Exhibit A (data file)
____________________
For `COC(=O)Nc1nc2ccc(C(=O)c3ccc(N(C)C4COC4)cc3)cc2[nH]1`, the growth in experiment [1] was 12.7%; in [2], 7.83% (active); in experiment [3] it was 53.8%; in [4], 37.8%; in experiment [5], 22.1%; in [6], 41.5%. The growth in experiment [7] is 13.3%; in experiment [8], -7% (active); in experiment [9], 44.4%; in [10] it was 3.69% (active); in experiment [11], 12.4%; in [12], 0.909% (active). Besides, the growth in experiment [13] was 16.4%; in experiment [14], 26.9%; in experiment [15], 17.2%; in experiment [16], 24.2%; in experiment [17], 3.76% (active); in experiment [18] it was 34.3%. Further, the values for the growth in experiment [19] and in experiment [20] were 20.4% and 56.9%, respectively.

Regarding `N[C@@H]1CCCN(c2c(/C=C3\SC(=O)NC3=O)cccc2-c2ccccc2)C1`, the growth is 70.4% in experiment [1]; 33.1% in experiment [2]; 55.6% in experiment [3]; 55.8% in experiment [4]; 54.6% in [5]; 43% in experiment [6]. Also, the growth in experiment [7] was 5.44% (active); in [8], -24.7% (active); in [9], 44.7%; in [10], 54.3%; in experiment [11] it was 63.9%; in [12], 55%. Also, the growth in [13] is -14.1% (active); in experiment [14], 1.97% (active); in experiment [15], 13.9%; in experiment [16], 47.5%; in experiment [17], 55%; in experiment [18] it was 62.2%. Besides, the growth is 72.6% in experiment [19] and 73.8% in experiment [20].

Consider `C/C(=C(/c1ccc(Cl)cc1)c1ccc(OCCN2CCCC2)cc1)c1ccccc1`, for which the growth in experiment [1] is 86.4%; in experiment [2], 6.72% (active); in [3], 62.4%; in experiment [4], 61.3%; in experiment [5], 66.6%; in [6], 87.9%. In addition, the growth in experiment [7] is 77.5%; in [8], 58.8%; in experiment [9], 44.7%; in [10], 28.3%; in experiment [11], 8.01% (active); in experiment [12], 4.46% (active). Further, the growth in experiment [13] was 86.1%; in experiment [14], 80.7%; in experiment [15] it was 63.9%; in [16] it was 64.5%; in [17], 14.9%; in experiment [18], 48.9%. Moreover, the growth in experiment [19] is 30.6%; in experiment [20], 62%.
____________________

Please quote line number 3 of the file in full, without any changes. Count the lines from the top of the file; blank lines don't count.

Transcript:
Consider `C/C(=C(/c1ccc(Cl)cc1)c1ccc(OCCN2CCCC2)cc1)c1ccccc1`, for which the growth in experiment [1] is 86.4%; in experiment [2], 6.72% (active); in [3], 62.4%; in experiment [4], 61.3%; in experiment [5], 66.6%; in [6], 87.9%. In addition, the growth in experiment [7] is 77.5%; in [8], 58.8%; in experiment [9], 44.7%; in [10], 28.3%; in experiment [11], 8.01% (active); in experiment [12], 4.46% (active). Further, the growth in experiment [13] was 86.1%; in experiment [14], 80.7%; in experiment [15] it was 63.9%; in [16] it was 64.5%; in [17], 14.9%; in experiment [18], 48.9%. Moreover, the growth in experiment [19] is 30.6%; in experiment [20], 62%.